The Match: Japan v. Greece
The Date: Thursday, June 19
The Venue: Athens Cafe in Astoria, Queens
Yesterday featured two exciting matches stuffed with international superstars: Drogba! Rooney! Gerrard! Suarez! Cavani! Toure! Gutiérrez!
Then there was Japan v. Greece and their relatively obscure lineups. The match was controlled by the pulverizing Greek defensive machine. Greece seemed to play even better once their captain Kostas Katsouranis got his second yellow card and they went down to ten men.
Nothing about this game appealed to me and I didn’t feel like traveling an hour from Harlem to Astoria for the second day in a row. As the crow flies, I work about three miles from Astoria, but there is no easy way to get there by subway. You have to go all the way to 42nd St on the 2 or 3 train then take the N/Q/R train east into Queens.
Astoria is NYC’s biggest Greek neighborhood so there were several places to choose from. I selected Athens Cafe because it seemed to have a chilled out vibe and a large, bright open space — in stark contrast with yesterday’s dark, smoky Croatian dungeon.
When I arrived, I noticed that NYCFC reps were there giving away some schwag. I won a t-shirt in a raffle, but that’s because I was one of only about three people who signed up for the raffle. The other guys got shirts too.
Before Athens Cafe, I had only ever been to cheesy Greek diners and restaurants where all the walls are painted light blue and white, ostentatious ionic columns prop up the ceiling and enlarged photos of the Parthenon hang in the bathroom. The kind of places that conform to whatever preconceived notions you probably have about New Jersey (You jerk. You’ve probably never even BEEN to New Jersey!).
Athens Cafe didn’t seem like it was trying to appear over-the-top Greek like Tokyo’s Americatown restaurant is to the USA or Outback steakhouse is to Australia. Instead, it seemed like it could be just a normal restaurant in Greece. There was a weird beige marble partition separating the bar from the pastry case. A few paintings hung a tad crookedly. The cabinets and the matching dresser full of glasses and ketchup looked like they came from some family’s kitchen. There were even several pieces of electronics piled on top of a cabinet.
I sat alone at a four-seat table waiting for Katie to arrive. A group of older men asked if I would move to a neighboring table so they could have mine. I agreed and so I ended up sitting with the only two Japanese people in the restaurant.
I assumed they were Japanese, but I didn’t want them to know that I assumed they were Japanese. So I waited for them to talk to me and give me a clue. Their clue was “We’re from Japan.” I introduced myself to Naomi and what sounded like Yanuki and asked why they came to a Greek restaurant for this game. They said they lived down the street. I wondered if they were contrarian shit-stirrers, but they were actually a perfectly pleasant couple. Katie and I had a delightful time on our dinner and a soccer match double date.
That’s what Athens Cafe was — a nice place to bring a date for some spanakopita (spinach pie) and baklava (walnut pie). I imagine any one of the assorted filo dough pies would taste great at Athens Cafe.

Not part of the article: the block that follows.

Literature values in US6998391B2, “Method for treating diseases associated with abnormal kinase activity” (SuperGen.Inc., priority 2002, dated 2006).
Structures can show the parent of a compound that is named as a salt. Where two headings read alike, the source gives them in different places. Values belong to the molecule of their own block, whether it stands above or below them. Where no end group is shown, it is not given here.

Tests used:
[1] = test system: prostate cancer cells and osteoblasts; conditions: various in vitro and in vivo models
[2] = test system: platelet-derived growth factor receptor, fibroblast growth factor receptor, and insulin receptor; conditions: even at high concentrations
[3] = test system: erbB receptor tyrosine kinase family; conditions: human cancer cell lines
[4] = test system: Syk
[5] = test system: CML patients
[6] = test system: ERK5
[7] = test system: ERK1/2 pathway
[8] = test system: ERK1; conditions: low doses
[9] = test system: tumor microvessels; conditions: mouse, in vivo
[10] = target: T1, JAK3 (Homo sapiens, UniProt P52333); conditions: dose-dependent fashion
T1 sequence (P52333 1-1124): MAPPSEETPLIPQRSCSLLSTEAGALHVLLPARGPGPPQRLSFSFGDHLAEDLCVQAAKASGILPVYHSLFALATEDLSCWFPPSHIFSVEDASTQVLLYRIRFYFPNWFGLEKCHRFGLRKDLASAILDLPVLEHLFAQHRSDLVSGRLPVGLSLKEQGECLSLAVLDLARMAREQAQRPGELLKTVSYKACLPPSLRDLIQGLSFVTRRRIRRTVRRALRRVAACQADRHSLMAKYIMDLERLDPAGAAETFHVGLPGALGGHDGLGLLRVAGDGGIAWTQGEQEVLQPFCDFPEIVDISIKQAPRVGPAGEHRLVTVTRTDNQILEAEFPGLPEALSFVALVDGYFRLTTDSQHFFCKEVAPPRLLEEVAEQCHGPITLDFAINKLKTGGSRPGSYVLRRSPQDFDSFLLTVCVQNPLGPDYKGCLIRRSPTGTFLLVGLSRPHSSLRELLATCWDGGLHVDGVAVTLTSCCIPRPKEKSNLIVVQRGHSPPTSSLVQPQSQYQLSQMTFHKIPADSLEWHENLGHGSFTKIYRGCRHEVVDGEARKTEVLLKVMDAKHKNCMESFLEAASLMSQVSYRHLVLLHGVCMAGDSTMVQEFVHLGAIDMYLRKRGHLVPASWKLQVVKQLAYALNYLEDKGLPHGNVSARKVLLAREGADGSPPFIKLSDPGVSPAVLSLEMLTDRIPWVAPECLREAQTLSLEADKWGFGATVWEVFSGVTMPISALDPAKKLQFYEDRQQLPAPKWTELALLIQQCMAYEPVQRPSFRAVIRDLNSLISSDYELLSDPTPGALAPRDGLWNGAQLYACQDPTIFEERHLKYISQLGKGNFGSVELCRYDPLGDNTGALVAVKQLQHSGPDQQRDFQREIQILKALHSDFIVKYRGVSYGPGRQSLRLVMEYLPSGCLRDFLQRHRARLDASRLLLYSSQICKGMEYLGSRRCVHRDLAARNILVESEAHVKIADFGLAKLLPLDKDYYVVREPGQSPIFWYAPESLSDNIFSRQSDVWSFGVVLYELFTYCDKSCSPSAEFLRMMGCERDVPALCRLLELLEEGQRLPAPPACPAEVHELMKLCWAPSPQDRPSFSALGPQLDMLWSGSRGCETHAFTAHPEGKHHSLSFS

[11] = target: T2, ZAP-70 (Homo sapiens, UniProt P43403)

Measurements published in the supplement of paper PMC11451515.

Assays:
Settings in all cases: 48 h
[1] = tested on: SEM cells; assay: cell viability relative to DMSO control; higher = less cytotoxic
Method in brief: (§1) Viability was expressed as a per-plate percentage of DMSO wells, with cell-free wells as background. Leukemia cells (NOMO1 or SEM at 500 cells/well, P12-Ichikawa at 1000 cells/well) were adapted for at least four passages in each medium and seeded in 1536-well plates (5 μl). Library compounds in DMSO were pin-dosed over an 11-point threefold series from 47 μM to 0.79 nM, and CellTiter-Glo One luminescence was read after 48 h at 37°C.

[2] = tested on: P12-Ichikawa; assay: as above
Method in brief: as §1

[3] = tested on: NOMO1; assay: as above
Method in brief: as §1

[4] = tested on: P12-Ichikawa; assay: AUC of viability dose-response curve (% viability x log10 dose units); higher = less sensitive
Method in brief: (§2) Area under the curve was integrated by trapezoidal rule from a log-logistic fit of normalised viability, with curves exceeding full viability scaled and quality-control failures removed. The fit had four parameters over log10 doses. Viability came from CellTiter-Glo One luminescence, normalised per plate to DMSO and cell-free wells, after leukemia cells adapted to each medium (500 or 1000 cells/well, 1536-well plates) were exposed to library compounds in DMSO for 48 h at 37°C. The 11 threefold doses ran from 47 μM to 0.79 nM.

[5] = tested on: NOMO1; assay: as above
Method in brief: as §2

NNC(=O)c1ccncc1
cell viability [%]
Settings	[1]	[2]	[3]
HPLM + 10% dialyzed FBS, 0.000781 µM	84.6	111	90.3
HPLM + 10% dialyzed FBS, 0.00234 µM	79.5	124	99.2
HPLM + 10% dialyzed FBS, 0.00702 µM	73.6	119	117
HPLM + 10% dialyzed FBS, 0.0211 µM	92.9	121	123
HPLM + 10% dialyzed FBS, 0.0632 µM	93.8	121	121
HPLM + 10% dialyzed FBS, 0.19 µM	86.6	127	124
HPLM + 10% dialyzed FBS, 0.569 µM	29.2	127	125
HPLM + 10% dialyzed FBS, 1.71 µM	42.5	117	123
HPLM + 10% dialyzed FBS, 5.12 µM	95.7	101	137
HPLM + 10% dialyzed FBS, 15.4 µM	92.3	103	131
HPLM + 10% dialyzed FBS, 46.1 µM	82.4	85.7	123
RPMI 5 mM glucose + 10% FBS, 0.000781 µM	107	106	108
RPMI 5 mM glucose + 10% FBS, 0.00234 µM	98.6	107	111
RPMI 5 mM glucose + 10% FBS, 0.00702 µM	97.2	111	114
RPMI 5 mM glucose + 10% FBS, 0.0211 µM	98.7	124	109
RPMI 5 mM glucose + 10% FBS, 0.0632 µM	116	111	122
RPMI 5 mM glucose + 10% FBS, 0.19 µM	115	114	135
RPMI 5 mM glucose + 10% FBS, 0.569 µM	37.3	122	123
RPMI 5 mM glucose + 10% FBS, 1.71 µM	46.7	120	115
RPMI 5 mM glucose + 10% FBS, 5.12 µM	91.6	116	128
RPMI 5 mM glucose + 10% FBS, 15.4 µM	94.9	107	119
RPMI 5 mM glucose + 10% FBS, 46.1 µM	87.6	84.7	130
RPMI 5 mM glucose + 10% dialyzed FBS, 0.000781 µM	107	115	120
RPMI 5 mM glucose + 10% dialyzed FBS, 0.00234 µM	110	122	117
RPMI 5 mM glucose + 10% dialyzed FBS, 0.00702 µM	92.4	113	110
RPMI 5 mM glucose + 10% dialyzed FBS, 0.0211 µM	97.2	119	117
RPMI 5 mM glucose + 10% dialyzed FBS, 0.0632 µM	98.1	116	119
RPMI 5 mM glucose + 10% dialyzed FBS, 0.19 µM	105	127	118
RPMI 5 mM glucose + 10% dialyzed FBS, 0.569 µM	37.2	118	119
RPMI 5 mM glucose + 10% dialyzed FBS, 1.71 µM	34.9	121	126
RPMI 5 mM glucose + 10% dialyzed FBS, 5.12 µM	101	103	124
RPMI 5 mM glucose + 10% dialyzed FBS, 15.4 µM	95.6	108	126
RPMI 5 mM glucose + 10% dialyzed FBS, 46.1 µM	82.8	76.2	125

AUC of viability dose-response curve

The crowd was calm, though Katsouranis’ second yellow seemed to invigorate them for a bit. They applauded the draw, which was a good result for a defensive team playing with ten men for about an hour. Only Yanuki seemed riled up. He squatted on his chair and contorted his pipe cleaner body into unnatural coils as he awaited a Japanese goal.
The match and experience were mundane, but that provides me with a wonderful opportunity to gripe about a trend I’ve noticed throughout the World Cup:
I HATE how every single team approaches its free kicks from 20-25 yards outside their opponent’s goal. Every team does the same thing. Here’s what happens: The team’s Star of Stars sets up the ball and steps away. He dramatically glowers past the ball, past the wall of nut-clutching opponents, past the goalkeeper and into the net, his prize, as the cameras zoom in on his smoldering eyes. It’s great television!
Then the Star or Stars does of one three things:
A) He blasts the ball ten yards over the net
B) He gently places the ball into the goalie’s chest.
C) He smashes a line drive into the wall and the ball ricochets twenty yards behind him
NO ONE HAS SCORED DIRECTLY FROM A FREE KICK DURING THIS WORLD CUP! Yet, teams insist on stroking their impeccably coiffed stars’ egos. What a waste. I can’t wait for the USA to commit some fouls right outside the box so I can enjoy the Theater of the Free Kick before Ronaldo sails the ball into the crowd.
I first started thinking about this when I read Soccernomics, which included a brief paragraph about the inefficient use of free kicks from near the penalty area. Here’s what they say about the issue:
“[A] free kick should be the perfect opportunity to pass. Your opponents retreat nine yards and they need to put two or three people in the wall in case you shoot. That leaves vast spaces to pass to runners in the penalty area.” [p. 170]
The authors predict that teams will eventually start mixing up their free kick strategies. They just have to consider the stats proving how many delicious goal-scoring opportunities they waste.
Well, teams didn’t consider those stats before the World Cup.
Thank you for letting me vent
OVERALL ATMOSPHERE: 5/10 for a humdrum crowd at a mild-mannered restaurant during a boring tie game between two unglamorous teams.
[…] These fans were way more interesting and invested in the game than the crowd at Athens Cafe, where I watched Greece last week. […]